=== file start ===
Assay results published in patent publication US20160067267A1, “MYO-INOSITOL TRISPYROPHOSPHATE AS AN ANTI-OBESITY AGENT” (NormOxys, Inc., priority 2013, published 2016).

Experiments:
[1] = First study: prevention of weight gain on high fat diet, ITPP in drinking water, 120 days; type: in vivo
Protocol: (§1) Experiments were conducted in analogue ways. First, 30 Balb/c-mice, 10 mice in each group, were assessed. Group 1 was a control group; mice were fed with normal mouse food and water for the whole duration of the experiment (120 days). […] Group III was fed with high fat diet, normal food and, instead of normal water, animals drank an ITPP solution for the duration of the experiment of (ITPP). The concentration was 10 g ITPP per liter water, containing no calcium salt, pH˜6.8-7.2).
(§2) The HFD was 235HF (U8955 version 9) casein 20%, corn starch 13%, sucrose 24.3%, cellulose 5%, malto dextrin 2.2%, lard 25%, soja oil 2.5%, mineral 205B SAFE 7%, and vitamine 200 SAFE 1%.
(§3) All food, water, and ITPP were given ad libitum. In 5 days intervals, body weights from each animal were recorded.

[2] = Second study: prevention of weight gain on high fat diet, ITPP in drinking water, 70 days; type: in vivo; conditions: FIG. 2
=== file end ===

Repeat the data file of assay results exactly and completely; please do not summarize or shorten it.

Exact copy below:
Assay results published in patent publication US20160067267A1, “MYO-INOSITOL TRISPYROPHOSPHATE AS AN ANTI-OBESITY AGENT” (NormOxys, Inc., priority 2013, published 2016).

Experiments:
[1] = First study: prevention of weight gain on high fat diet, ITPP in drinking water, 120 days; type: in vivo
Protocol: (§1) Experiments were conducted in analogue ways. First, 30 Balb/c-mice, 10 mice in each group, were assessed. Group 1 was a control group; mice were fed with normal mouse food and water for the whole duration of the experiment (120 days). […] Group III was fed with high fat diet, normal food and, instead of normal water, animals drank an ITPP solution for the duration of the experiment of (ITPP). The concentration was 10 g ITPP per liter water, containing no calcium salt, pH˜6.8-7.2).
(§2) The HFD was 235HF (U8955 version 9) casein 20%, corn starch 13%, sucrose 24.3%, cellulose 5%, malto dextrin 2.2%, lard 25%, soja oil 2.5%, mineral 205B SAFE 7%, and vitamine 200 SAFE 1%.
(§3) All food, water, and ITPP were given ad libitum. In 5 days intervals, body weights from each animal were recorded.

[2] = Second study: prevention of weight gain on high fat diet, ITPP in drinking water, 70 days; type: in vivo; conditions: FIG. 2